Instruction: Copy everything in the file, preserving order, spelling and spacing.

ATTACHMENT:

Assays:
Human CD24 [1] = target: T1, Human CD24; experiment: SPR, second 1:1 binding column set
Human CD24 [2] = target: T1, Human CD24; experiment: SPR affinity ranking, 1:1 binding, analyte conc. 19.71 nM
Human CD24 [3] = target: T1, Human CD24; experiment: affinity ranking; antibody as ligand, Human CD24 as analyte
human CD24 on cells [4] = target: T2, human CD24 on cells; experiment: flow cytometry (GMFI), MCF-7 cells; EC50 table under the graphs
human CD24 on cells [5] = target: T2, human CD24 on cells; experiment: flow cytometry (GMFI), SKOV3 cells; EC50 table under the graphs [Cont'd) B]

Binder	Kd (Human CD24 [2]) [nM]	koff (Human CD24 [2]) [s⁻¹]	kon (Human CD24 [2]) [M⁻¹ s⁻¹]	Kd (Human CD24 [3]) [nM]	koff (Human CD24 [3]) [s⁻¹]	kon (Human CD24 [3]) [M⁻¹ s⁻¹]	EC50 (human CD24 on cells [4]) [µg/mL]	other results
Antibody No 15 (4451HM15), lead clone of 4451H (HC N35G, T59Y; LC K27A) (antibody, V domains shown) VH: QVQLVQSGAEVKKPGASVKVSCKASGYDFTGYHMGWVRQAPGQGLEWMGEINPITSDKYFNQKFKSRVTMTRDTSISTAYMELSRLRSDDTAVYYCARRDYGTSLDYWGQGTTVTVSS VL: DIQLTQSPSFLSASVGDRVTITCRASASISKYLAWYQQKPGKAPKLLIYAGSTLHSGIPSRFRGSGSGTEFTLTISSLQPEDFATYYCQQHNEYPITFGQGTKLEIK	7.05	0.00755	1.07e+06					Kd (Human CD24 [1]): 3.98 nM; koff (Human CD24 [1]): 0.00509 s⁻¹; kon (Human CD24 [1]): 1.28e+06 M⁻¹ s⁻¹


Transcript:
Assays:
Human CD24 [1] = target: T1, Human CD24; experiment: SPR, second 1:1 binding column set
Human CD24 [2] = target: T1, Human CD24; experiment: SPR affinity ranking, 1:1 binding, analyte conc. 19.71 nM
Human CD24 [3] = target: T1, Human CD24; experiment: affinity ranking; antibody as ligand, Human CD24 as analyte
human CD24 on cells [4] = target: T2, human CD24 on cells; experiment: flow cytometry (GMFI), MCF-7 cells; EC50 table under the graphs
human CD24 on cells [5] = target: T2, human CD24 on cells; experiment: flow cytometry (GMFI), SKOV3 cells; EC50 table under the graphs [Cont'd) B]

Binder	Kd (Human CD24 [2]) [nM]	koff (Human CD24 [2]) [s⁻¹]	kon (Human CD24 [2]) [M⁻¹ s⁻¹]	Kd (Human CD24 [3]) [nM]	koff (Human CD24 [3]) [s⁻¹]	kon (Human CD24 [3]) [M⁻¹ s⁻¹]	EC50 (human CD24 on cells [4]) [µg/mL]	other results
Antibody No 15 (4451HM15), lead clone of 4451H (HC N35G, T59Y; LC K27A) (antibody, V domains shown) VH: QVQLVQSGAEVKKPGASVKVSCKASGYDFTGYHMGWVRQAPGQGLEWMGEINPITSDKYFNQKFKSRVTMTRDTSISTAYMELSRLRSDDTAVYYCARRDYGTSLDYWGQGTTVTVSS VL: DIQLTQSPSFLSASVGDRVTITCRASASISKYLAWYQQKPGKAPKLLIYAGSTLHSGIPSRFRGSGSGTEFTLTISSLQPEDFATYYCQQHNEYPITFGQGTKLEIK	7.05	0.00755	1.07e+06					Kd (Human CD24 [1]): 3.98 nM; koff (Human CD24 [1]): 0.00509 s⁻¹; kon (Human CD24 [1]): 1.28e+06 M⁻¹ s⁻¹